During that meeting, Evans angrily walked out of the room to “cool off.” Asberry argued that this action “clearly showed his true feelings and his harboring of anger towards me.” She added, “I also wondered if I as a teacher walked out of one of my classes to cool off like that what would be the consequences?”

Also during that meeting, Evans declared, “Based on what the other colleagues say about you, I BELIEVE those two students!” Asberry wondered where he had heard negative rumors from her colleagues. “Is he listening to rumors, eavesdropping, talking to teachers behind my back?”

“He is prejudging me because I am a conservative (based on what he’s heard about me), so then I must be guilty of the crime!” she wrote. “He is using these prejudgments to create just cause and thus formally disciplining me. This is completely unethical, unprofessional, and inappropriate that he has been talking to or hearing what others say/think about me.”

Then Asberry added something particularly interesting. “What if I were a gay, Muslim or transgender teacher and he had said this to me, ‘I know what other teachers say about you’?” she wrote.

In this context, the ESOL teacher argued that Evans’s “statement is clearly discriminatory, and now I understand why I am being harassed and punished. His comment clearly reveals that he is discriminating against me because of my religion.”

Even so, Asberry, not Evans, is on “probation.” During her probation, the ESOL teacher is required to attend a “Race, Bias, and Dissonance” class this spring, administer regular student evaluations, and be observed in class by none other than James Evans himself, “during a few unannounced drop-ins.”

Her probation letter read ominously: “This letter serves as your final warning. The University will not tolerate on-going violations of Executive Order 31. Should the above expectations not be met, or should additional concerns be substantiated, which may include offensive and unwelcome comments … the result may be your separation of employment.”

Asberry argued that she had never broken Executive Order 31, but that Evans had. That order defines discrimination as “conduct that treats a person less favorably because of the person’s race, color, creed, religion, national origin, citizenship, sex, pregnancy, age, marital status, sexual orientation, gender identity of expression, disability or veteran status.”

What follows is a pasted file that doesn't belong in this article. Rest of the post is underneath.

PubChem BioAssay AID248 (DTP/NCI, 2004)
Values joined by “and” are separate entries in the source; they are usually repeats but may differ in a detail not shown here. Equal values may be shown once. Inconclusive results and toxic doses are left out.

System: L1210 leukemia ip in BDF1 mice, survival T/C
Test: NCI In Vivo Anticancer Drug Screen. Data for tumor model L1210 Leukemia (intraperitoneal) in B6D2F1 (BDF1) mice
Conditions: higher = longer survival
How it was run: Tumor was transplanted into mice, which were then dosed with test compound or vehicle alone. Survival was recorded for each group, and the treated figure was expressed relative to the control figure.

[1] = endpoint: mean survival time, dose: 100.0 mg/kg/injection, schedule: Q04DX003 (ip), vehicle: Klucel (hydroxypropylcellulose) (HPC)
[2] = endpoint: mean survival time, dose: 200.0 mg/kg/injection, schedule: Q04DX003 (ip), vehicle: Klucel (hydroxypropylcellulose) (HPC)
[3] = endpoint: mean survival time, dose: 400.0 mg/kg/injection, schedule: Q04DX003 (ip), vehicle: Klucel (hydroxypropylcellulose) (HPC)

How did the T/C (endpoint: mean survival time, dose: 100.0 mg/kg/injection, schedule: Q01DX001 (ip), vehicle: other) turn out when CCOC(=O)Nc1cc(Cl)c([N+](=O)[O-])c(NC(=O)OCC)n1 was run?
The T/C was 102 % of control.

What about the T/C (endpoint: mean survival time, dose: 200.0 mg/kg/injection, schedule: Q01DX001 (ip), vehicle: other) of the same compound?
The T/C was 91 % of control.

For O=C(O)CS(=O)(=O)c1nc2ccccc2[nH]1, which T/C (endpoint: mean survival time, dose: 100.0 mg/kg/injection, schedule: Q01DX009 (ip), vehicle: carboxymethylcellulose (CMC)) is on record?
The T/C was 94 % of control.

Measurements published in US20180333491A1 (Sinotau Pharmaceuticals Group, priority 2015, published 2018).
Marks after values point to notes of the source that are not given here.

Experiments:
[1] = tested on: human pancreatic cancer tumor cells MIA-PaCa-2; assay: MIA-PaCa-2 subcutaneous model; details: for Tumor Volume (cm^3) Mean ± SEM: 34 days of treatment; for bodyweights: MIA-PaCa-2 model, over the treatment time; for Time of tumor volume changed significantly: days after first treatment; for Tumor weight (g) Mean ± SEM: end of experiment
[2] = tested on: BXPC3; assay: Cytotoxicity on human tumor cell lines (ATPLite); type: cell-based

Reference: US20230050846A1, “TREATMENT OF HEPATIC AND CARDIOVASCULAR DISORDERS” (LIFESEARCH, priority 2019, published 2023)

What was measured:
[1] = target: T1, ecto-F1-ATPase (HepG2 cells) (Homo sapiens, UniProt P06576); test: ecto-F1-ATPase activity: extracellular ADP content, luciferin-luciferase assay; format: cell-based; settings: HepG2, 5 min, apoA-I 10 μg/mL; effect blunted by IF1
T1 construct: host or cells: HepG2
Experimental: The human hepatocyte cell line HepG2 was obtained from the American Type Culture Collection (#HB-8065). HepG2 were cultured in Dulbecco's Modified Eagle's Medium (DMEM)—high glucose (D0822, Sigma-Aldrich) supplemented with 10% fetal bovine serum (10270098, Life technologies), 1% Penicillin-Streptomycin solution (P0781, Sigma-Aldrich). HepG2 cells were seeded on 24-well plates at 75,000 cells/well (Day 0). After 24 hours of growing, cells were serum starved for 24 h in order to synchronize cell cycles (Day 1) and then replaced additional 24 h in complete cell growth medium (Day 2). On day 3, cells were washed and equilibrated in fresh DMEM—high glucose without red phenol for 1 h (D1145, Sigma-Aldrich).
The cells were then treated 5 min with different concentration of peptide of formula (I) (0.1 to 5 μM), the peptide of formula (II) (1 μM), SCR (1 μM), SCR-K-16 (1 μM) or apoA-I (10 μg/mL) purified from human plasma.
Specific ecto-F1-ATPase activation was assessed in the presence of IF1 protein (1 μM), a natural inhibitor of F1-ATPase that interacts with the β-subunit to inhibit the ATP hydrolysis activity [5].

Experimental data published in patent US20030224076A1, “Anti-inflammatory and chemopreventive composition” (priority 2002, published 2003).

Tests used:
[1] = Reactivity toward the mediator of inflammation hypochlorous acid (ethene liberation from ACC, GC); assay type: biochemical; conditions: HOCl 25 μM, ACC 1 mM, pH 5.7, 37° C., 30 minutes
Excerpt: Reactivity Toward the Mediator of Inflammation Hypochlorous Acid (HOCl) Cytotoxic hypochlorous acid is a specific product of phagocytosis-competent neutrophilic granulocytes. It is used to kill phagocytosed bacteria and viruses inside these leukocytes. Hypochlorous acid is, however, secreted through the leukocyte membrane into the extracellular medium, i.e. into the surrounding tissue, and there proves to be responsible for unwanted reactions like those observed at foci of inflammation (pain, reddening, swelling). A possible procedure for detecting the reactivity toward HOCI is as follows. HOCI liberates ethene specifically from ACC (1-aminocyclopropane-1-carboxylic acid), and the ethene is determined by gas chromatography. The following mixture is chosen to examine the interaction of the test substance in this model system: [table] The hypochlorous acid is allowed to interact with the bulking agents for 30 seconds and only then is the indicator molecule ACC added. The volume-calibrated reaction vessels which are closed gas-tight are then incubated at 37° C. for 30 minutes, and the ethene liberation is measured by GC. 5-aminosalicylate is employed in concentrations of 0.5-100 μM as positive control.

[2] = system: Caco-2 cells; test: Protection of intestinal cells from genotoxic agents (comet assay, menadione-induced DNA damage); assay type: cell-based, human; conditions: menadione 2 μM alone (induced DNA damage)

The order defines harassment as “conduct directed at a person because of the person’s” various status as listed above “that is unwelcome and sufficiently severe, persistent or pervasive that … it could be reasonably expected to create an intimidating, hostile, or offensive work or learning environment, or it has the purpose or effect of unreasonably interfering with an individual’s work or academic performance.”

While the students argued that Asberry discriminated against them based on their religion (Muslim) and sexual orientation (gay), resulting in a hostile learning environment, Asberry argued that Evans’s inquisition discriminated against her on the basis of her Christian religion, resulting in a hostile work environment.

“Naturally, this experience has been devastating and traumatizing to me for the majority of my students’ evaluations are consistently very high and positive,” the ESOL teacher wrote. In the Fall Quarter 2017 class when the second complaint was filed, she received a 4.9 out of 5 rating, and a student praised her teaching at an end-of-the-quarter ceremony.

This past January, Asberry filed a discriminatory complaint against Evans, but when the investigation came to a close on March 30, the administration did not reveal any results. The union officials involved in previous meetings were not approached during this investigation.

“Due to discrimination and harassment because of my religion, my work place has become a hostile environment, and I am now afraid to teach,” Asberry concluded. “I did not, never have and do not discriminate against nor harass any of my students.”

The ESOL teacher, who grew up in the former Czechoslovakia, told radio host Todd Herman that her treatment at the University of Washington reminded her of how her loved ones were abused by Russian authorities when the Soviet Union invaded her birth country.